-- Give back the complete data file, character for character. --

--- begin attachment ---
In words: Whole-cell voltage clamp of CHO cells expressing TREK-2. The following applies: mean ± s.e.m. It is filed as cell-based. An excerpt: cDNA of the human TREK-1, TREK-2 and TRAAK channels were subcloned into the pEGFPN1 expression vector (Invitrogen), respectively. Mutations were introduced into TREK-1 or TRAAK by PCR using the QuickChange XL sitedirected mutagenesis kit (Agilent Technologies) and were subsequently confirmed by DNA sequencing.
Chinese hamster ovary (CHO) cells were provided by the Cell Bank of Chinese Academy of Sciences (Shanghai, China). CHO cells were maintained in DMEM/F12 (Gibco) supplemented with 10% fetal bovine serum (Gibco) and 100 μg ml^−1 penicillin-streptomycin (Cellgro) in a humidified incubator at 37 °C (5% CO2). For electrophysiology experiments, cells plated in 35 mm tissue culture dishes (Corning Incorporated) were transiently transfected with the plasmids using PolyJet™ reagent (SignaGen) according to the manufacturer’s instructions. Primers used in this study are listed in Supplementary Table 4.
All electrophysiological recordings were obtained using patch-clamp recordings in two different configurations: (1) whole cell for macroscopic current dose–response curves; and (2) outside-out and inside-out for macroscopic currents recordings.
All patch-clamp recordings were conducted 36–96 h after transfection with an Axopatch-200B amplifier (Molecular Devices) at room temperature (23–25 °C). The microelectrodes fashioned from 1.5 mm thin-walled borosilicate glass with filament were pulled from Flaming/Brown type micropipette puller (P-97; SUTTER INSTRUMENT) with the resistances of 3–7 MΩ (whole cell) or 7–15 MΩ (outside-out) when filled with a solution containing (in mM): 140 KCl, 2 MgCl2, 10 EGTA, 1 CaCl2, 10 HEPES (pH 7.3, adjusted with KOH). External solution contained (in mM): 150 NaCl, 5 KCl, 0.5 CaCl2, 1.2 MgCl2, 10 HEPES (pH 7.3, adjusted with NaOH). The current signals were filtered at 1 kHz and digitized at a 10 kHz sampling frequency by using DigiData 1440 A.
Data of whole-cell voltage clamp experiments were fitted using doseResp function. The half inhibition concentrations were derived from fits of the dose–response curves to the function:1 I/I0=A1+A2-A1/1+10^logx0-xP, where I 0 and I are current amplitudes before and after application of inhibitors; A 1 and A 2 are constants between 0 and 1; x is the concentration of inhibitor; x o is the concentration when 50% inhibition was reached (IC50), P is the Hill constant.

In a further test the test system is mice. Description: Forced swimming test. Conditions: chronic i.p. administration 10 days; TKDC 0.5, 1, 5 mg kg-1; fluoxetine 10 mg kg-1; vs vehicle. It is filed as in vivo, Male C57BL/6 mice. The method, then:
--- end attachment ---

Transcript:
In words: Whole-cell voltage clamp of CHO cells expressing TREK-2. The following applies: mean ± s.e.m. It is filed as cell-based. An excerpt: cDNA of the human TREK-1, TREK-2 and TRAAK channels were subcloned into the pEGFPN1 expression vector (Invitrogen), respectively. Mutations were introduced into TREK-1 or TRAAK by PCR using the QuickChange XL sitedirected mutagenesis kit (Agilent Technologies) and were subsequently confirmed by DNA sequencing.
Chinese hamster ovary (CHO) cells were provided by the Cell Bank of Chinese Academy of Sciences (Shanghai, China). CHO cells were maintained in DMEM/F12 (Gibco) supplemented with 10% fetal bovine serum (Gibco) and 100 μg ml^−1 penicillin-streptomycin (Cellgro) in a humidified incubator at 37 °C (5% CO2). For electrophysiology experiments, cells plated in 35 mm tissue culture dishes (Corning Incorporated) were transiently transfected with the plasmids using PolyJet™ reagent (SignaGen) according to the manufacturer’s instructions. Primers used in this study are listed in Supplementary Table 4.
All electrophysiological recordings were obtained using patch-clamp recordings in two different configurations: (1) whole cell for macroscopic current dose–response curves; and (2) outside-out and inside-out for macroscopic currents recordings.
All patch-clamp recordings were conducted 36–96 h after transfection with an Axopatch-200B amplifier (Molecular Devices) at room temperature (23–25 °C). The microelectrodes fashioned from 1.5 mm thin-walled borosilicate glass with filament were pulled from Flaming/Brown type micropipette puller (P-97; SUTTER INSTRUMENT) with the resistances of 3–7 MΩ (whole cell) or 7–15 MΩ (outside-out) when filled with a solution containing (in mM): 140 KCl, 2 MgCl2, 10 EGTA, 1 CaCl2, 10 HEPES (pH 7.3, adjusted with KOH). External solution contained (in mM): 150 NaCl, 5 KCl, 0.5 CaCl2, 1.2 MgCl2, 10 HEPES (pH 7.3, adjusted with NaOH). The current signals were filtered at 1 kHz and digitized at a 10 kHz sampling frequency by using DigiData 1440 A.
Data of whole-cell voltage clamp experiments were fitted using doseResp function. The half inhibition concentrations were derived from fits of the dose–response curves to the function:1 I/I0=A1+A2-A1/1+10^logx0-xP, where I 0 and I are current amplitudes before and after application of inhibitors; A 1 and A 2 are constants between 0 and 1; x is the concentration of inhibitor; x o is the concentration when 50% inhibition was reached (IC50), P is the Hill constant.

In a further test the test system is mice. Description: Forced swimming test. Conditions: chronic i.p. administration 10 days; TKDC 0.5, 1, 5 mg kg-1; fluoxetine 10 mg kg-1; vs vehicle. It is filed as in vivo, Male C57BL/6 mice. The method, then: